VA Benefits – Compensation – Post-Service – Military Exposures
As a Veteran, you may have been exposed to a range of chemical, physical, and environmental hazards during military service. You may be entitled to disability compensation if these military exposures resulted in a disease or injury. Read about the types of service that may have resulted in exposure to certain hazards.
If you served served in any of the following military occupation specialities may have been exposed to asbestos: mining, milling, shipyard work, insulation work, demolition of old buildings, carpentry, construction, or manufacturing and installation of products such as flooring and roofing.
Additionally, if you served in Iraq or other countries in that region, you could have been exposed to asbestos when older buildings were damaged and the contaminant was released into the air.
Water systems at Marine Corps Base in Lejeune, NC were contaminated with chemical compounds from at least 1957 to February 1985 when the wells supplying the water systems were shut down. These water systems served housing, administrative, and recreational facilities, as well as the base hospital. There is limited and suggestive evidence of an association between certain diseases and the chemical compounds found at Camp Lejeune during the period of contamination.
You may have been exposed to environmental hazards at military installations during military service. These hazards include:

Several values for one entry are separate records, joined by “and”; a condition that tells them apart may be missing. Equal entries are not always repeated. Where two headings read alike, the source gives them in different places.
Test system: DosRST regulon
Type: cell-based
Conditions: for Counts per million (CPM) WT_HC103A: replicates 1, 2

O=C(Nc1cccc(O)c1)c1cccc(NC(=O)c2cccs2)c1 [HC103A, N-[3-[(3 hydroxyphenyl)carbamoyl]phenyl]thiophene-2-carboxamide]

Veterans may have been exposed to ionizing radiation during military service if, for example, they participated in nuclear weapons testing. There are certain diseases that may be service-connected if the disease occurred as a result of the radiation exposure.
Approximately 4,500 Servicemembers were exposed to "mustard gas" as "volunteer soldier" subjects for experiments conducted by the Department of Defense. This exposure may result in health problems.
Approximately 6,000 U.S. Servicemembers were involved in conducting chemical tests to defend against biological and chemical weapons threats, from 1962 to 1974 in Fort Douglas, Utah. These tests are known as Project 112 and Project SHAD. Participation in these tests may result in subsequent illnesses among Veterans, or may qualify a survivor of a Veteran who died from such tests to certain VA benefits.
There are certain diseases that may be service connected if the disease occurred as a result of the Veteran participating in a radiation-risk activity. Examples of radiation risk activities include serving or being a prisoner of war in Japan and participating in nuclear weapons testing.